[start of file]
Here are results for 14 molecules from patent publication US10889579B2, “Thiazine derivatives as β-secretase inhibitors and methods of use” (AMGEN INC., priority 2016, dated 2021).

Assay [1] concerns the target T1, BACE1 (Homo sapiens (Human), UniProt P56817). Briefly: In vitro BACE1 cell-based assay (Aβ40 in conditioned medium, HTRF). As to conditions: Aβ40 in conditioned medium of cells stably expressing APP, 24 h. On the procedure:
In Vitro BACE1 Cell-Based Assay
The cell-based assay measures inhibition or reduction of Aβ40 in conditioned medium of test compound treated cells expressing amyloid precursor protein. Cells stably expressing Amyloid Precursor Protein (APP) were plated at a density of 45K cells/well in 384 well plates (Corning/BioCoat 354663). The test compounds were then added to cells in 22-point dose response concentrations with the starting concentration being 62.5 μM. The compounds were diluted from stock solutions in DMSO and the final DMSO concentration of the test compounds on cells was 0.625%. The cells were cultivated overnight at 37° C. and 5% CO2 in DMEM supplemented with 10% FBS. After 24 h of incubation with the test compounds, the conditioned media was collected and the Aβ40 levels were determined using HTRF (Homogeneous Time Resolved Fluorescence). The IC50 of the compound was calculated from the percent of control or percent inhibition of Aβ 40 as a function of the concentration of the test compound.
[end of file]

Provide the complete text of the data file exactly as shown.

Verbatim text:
Here are results for 14 molecules from patent publication US10889579B2, “Thiazine derivatives as β-secretase inhibitors and methods of use” (AMGEN INC., priority 2016, dated 2021).

Assay [1] concerns the target T1, BACE1 (Homo sapiens (Human), UniProt P56817). Briefly: In vitro BACE1 cell-based assay (Aβ40 in conditioned medium, HTRF). As to conditions: Aβ40 in conditioned medium of cells stably expressing APP, 24 h. On the procedure:
In Vitro BACE1 Cell-Based Assay
The cell-based assay measures inhibition or reduction of Aβ40 in conditioned medium of test compound treated cells expressing amyloid precursor protein. Cells stably expressing Amyloid Precursor Protein (APP) were plated at a density of 45K cells/well in 384 well plates (Corning/BioCoat 354663). The test compounds were then added to cells in 22-point dose response concentrations with the starting concentration being 62.5 μM. The compounds were diluted from stock solutions in DMSO and the final DMSO concentration of the test compounds on cells was 0.625%. The cells were cultivated overnight at 37° C. and 5% CO2 in DMEM supplemented with 10% FBS. After 24 h of incubation with the test compounds, the conditioned media was collected and the Aβ40 levels were determined using HTRF (Homogeneous Time Resolved Fluorescence). The IC50 of the compound was calculated from the percent of control or percent inhibition of Aβ 40 as a function of the concentration of the test compound.